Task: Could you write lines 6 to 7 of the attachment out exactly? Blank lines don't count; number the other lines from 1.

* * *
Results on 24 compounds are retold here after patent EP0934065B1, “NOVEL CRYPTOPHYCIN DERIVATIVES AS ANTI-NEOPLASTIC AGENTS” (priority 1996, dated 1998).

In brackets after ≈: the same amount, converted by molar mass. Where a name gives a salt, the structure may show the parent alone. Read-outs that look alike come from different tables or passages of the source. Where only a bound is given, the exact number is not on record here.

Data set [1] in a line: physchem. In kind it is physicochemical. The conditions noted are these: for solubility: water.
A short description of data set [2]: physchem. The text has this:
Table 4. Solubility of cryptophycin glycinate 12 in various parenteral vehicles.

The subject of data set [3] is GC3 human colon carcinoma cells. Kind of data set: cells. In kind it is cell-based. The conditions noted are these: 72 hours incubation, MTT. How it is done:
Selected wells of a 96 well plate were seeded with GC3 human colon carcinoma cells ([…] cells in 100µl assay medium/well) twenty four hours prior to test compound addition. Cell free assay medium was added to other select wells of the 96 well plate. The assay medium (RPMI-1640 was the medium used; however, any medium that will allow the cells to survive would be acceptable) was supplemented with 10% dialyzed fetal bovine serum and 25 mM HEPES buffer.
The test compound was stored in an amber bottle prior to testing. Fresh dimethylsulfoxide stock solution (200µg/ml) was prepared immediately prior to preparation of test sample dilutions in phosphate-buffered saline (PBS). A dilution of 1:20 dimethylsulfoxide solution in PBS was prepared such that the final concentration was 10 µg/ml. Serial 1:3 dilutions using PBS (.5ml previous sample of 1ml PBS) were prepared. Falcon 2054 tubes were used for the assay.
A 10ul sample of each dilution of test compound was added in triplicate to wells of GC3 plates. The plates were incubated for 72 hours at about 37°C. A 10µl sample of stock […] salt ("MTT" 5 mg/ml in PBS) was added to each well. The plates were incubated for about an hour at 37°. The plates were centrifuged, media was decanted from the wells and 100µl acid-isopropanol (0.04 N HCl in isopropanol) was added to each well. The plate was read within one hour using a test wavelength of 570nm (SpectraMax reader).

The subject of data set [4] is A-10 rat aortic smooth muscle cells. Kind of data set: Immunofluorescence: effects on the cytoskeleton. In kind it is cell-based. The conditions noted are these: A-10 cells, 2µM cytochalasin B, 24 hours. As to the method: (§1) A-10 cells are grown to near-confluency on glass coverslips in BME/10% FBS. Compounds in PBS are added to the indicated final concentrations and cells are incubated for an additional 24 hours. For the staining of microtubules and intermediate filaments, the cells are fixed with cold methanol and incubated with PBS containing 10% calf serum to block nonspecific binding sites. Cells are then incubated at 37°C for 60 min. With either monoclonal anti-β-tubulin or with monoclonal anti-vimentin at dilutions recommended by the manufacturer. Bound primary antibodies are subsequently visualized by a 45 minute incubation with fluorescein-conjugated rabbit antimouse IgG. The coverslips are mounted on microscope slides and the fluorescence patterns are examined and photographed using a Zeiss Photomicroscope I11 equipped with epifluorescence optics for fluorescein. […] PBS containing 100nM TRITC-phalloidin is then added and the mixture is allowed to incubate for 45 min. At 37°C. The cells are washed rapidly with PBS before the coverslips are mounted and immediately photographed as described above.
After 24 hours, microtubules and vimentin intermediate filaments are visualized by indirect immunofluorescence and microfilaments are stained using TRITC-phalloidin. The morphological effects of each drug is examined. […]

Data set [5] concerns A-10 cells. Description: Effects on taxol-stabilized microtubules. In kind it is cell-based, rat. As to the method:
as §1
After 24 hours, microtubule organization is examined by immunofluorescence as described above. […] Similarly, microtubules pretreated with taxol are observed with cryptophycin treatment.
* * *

The subject of data set [3] is GC3 human colon carcinoma cells. Kind of data set: cells. In kind it is cell-based. The conditions noted are these: 72 hours incubation, MTT. How it is done:
Selected wells of a 96 well plate were seeded with GC3 human colon carcinoma cells ([…] cells in 100µl assay medium/well) twenty four hours prior to test compound addition. Cell free assay medium was added to other select wells of the 96 well plate. The assay medium (RPMI-1640 was the medium used; however, any medium that will allow the cells to survive would be acceptable) was supplemented with 10% dialyzed fetal bovine serum and 25 mM HEPES buffer.